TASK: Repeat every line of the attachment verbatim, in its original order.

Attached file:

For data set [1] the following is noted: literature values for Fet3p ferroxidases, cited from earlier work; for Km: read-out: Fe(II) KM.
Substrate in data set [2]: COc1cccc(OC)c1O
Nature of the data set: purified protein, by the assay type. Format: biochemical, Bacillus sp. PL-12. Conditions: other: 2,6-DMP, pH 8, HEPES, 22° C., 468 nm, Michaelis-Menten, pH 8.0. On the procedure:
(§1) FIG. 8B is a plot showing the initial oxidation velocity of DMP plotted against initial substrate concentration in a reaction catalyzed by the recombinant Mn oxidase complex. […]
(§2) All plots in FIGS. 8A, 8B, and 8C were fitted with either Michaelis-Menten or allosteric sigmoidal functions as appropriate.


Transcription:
For data set [1] the following is noted: literature values for Fet3p ferroxidases, cited from earlier work; for Km: read-out: Fe(II) KM.
Substrate in data set [2]: COc1cccc(OC)c1O
Nature of the data set: purified protein, by the assay type. Format: biochemical, Bacillus sp. PL-12. Conditions: other: 2,6-DMP, pH 8, HEPES, 22° C., 468 nm, Michaelis-Menten, pH 8.0. On the procedure:
(§1) FIG. 8B is a plot showing the initial oxidation velocity of DMP plotted against initial substrate concentration in a reaction catalyzed by the recombinant Mn oxidase complex. […]
(§2) All plots in FIGS. 8A, 8B, and 8C were fitted with either Michaelis-Menten or allosteric sigmoidal functions as appropriate.